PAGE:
Lord Mackay of Ardbrecknish

My Lords, I thank the noble Lord for his congratulations. Clearly, I am on a fairly steep learning curve. This morning that also seems to include a lecture on economic policy from the noble Lord, which I shall certainly study with interest. I think that he was putting the counter-argument against the call for an independent central bank. I have already answered my noble friend Lord Campbell of Croy and we agree that accountability to Parliament is an important aspect of the relationship between the Government and the central bank. As to the question of whose is the decision about interest rates, very clearly it is primarily the role of the Chancellor to determine interest rates. Nothing that has been done to improve transparency has changed that situation.

Lord Beloff

My Lords, will my noble friend follow the arguments of the noble Lord, Lord Eatwell, a little further and agree that it is puzzling that we should want to celebrate this event at all? As I understand it, the Bank of England was founded in order that we should have a national debt. The national debt is usually regarded as a burden. Would it not be a simple matter to reduce that debt a little further if the celebrations were cancelled?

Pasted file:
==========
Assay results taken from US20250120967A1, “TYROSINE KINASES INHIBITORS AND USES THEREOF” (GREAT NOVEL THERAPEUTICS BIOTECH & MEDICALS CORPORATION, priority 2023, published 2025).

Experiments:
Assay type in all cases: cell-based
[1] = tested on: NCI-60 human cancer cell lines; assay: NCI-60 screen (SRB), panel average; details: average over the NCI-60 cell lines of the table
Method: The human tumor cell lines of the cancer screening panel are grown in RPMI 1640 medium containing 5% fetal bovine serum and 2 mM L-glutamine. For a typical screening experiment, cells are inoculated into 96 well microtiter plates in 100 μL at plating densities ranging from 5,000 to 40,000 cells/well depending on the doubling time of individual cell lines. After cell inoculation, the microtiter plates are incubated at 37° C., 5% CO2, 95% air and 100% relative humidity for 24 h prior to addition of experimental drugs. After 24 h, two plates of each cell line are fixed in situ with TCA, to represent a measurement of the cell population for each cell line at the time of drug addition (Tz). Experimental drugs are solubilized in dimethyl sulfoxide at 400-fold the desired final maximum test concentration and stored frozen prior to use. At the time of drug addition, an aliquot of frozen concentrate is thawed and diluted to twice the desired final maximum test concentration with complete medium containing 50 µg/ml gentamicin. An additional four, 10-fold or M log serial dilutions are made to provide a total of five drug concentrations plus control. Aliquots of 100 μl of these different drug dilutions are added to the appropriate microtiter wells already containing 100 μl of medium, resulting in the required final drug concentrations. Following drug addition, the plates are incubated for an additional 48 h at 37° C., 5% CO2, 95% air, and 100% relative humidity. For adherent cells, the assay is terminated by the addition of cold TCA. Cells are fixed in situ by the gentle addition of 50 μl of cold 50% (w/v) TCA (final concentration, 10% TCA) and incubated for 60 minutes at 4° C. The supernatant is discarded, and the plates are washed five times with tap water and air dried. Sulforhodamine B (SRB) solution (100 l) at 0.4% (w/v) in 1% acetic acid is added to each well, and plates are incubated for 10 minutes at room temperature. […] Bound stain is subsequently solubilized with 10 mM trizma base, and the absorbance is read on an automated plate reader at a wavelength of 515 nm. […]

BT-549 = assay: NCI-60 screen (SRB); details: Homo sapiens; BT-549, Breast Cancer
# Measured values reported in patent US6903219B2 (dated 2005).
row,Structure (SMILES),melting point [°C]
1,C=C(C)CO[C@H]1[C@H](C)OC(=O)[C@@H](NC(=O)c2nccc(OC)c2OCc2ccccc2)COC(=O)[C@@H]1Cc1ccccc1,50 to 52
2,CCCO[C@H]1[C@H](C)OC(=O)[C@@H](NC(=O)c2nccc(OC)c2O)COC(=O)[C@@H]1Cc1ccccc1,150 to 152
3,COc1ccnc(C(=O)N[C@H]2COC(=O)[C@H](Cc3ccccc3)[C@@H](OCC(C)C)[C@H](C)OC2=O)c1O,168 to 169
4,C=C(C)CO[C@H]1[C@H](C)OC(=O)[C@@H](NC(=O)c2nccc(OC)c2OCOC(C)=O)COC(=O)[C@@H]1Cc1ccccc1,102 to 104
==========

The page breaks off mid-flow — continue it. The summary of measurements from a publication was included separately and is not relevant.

Lord Mackay of Ardbrecknish

My Lords, I appear to be sandwiched between professors this morning. I can say to my noble friend that, given the size of the national debt, the celebrations of the tercentenary of the Bank will not make much difference. But over the lifetime of this Government, since 1979, we have taken steps to reduce the national debt.

Baroness Seear

My Lords, having regard to the fact that, important though the past is, the future is even more important, does not the noble Lord agree, in view of the answers he gave in relation to the independence of the Bank, that some countries—notably Germany— have done rather well by having an independent bank? Indeed, it would have done better still if Chancellor Kohl had taken the advice of the central bank when he foolishly allowed an exchange rate of one for one.